CNC lathe conversion, page 3

X axis, cross slide

Adding a ball screw to a cross slide is always hard, there is simply not enough room under it for any reasonable size screw. I have seen a couple conversions that added a ball screw alongside the slide, on the tailstock side. I considered lots of options and finally decided I'd simply use the original leadscrew, at least to start with.

Since this is a new machine the screw is not worn so backlash should be minimal. I also think on a lathe we rarely need to make cuts that involve direction change- we usually cut on the infeed. If backlash becomes a problem I think my first solution will be to use an epoxy nut, like I did for my Sherline Mill

The next issue is how to arrange the drive. I would prefer to have a direct drive, with the stepper right on the end of the screw, but in this case that would have left the motor way out in front of the machine and in the way, so I decided to go with a belt drive. The photo shows the mount for the motor and the belt. The upper pulley was machined exactly like the original handwheel so it fit directly on the screw.

Spindle Sensor

To do any threading requires a spindle sensor to give Mach an index position. Mach only needs one pulse per rev of the spindle. Usually such a pickup is added on the spindle, outside the headstock. In this machine the headstock is a big empty cast iron box, so I decided to mount the pickup inside it. This will keep it completely out of the way, and with no way for chips or anything else to hang up.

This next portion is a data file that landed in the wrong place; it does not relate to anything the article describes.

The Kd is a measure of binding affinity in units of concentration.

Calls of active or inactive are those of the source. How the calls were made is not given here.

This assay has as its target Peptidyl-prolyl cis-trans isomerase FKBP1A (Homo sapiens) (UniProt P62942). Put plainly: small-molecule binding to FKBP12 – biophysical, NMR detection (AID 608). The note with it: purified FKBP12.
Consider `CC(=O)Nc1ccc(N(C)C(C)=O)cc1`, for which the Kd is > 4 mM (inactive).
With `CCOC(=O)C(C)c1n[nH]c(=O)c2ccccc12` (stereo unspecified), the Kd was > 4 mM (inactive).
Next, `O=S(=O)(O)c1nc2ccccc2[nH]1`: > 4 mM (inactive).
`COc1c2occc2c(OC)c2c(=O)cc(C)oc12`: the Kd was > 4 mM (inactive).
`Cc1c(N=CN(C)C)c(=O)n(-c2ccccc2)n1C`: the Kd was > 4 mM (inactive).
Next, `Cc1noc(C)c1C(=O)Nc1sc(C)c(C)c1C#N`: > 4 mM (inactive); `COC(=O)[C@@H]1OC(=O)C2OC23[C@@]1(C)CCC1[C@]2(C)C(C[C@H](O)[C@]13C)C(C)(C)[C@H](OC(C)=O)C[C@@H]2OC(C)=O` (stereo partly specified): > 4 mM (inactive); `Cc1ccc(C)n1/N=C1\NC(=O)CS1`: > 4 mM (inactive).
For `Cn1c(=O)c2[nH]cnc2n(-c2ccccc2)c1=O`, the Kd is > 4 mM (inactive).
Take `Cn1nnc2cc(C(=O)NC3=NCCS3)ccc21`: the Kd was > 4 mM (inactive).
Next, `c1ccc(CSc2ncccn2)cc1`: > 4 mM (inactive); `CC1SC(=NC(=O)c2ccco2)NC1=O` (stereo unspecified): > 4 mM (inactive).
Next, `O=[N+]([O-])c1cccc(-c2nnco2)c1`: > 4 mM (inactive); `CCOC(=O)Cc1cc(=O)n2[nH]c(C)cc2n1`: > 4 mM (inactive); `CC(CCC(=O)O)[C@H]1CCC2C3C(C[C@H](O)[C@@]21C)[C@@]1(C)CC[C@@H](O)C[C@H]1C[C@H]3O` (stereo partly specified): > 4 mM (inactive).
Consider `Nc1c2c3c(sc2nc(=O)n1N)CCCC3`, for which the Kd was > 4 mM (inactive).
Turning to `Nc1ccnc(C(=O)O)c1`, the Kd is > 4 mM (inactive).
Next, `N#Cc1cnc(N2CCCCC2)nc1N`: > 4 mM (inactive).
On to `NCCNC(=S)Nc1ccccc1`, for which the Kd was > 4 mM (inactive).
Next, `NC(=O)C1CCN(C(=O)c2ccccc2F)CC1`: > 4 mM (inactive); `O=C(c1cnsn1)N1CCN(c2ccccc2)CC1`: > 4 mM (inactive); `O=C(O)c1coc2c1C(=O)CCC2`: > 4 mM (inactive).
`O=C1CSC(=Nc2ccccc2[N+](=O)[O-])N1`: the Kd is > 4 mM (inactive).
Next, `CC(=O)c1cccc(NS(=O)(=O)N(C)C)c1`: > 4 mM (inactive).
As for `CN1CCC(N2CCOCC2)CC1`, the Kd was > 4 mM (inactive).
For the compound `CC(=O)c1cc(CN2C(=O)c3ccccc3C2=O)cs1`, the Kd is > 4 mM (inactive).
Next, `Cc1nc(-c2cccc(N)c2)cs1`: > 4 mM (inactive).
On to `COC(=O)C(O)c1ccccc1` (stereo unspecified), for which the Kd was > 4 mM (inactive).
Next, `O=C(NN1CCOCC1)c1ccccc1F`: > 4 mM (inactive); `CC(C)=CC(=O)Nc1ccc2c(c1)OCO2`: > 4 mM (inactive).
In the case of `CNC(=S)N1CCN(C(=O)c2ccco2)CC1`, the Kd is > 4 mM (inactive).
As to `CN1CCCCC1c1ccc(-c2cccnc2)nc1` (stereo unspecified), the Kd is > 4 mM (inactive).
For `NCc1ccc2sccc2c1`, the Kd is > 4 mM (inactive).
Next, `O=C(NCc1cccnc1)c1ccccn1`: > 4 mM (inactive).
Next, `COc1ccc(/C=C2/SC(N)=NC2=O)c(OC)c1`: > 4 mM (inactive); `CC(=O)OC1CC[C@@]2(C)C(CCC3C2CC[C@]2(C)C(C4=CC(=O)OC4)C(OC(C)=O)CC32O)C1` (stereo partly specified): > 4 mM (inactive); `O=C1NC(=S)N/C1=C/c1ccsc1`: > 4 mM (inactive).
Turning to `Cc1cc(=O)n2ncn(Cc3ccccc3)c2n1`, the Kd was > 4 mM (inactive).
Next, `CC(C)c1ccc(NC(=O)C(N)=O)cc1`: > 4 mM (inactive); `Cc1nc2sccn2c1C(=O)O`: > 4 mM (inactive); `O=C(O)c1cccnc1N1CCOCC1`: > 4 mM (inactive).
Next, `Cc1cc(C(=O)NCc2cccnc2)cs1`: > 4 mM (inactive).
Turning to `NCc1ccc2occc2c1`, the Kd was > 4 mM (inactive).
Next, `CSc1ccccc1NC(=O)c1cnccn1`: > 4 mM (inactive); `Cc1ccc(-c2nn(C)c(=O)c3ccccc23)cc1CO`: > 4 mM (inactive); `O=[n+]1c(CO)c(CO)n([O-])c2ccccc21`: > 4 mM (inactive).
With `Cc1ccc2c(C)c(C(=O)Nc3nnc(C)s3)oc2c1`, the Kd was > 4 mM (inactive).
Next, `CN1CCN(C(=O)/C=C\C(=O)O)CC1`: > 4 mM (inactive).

Instead of a wheel with a hole I made a simple piece of aluminum angle to act as a shutter. I tapped a small hole into the spindle and screwed the angle on. Obviously this kind of tab would never work outside the headstock- it would grab every chip and wire on the machine.

For a sensor I used an electronic limit switch from Makerbot. When I ordered them they were under $3 each. Similar sensors are sold by PMDX and CNC4PC

I mounted the sensor on a piece of aluminum angle, and used some plastic standoffs to adjust the height of the board to get the shutter positioned correctly to the sensor.

Drive motor

This lathe comes with a single speed AC motor. It has an idler shaft and belts to get 6 speeds. I wanted variable speed and computer control of the speed, so I switched the motor to a 3 phase 1/2hp unit I found at a surplus store. To that I added a VFD from DealersElectric. I've ordered several VFDs from them and always had great service and good prices. this unit is for 120 volt input and 240 volt, 3 phase output. It cost less that $100.

I had to make a new mounting plate for the motor which I made from some 6" channel iron I had in my shop. The motor can swing for changing belts.

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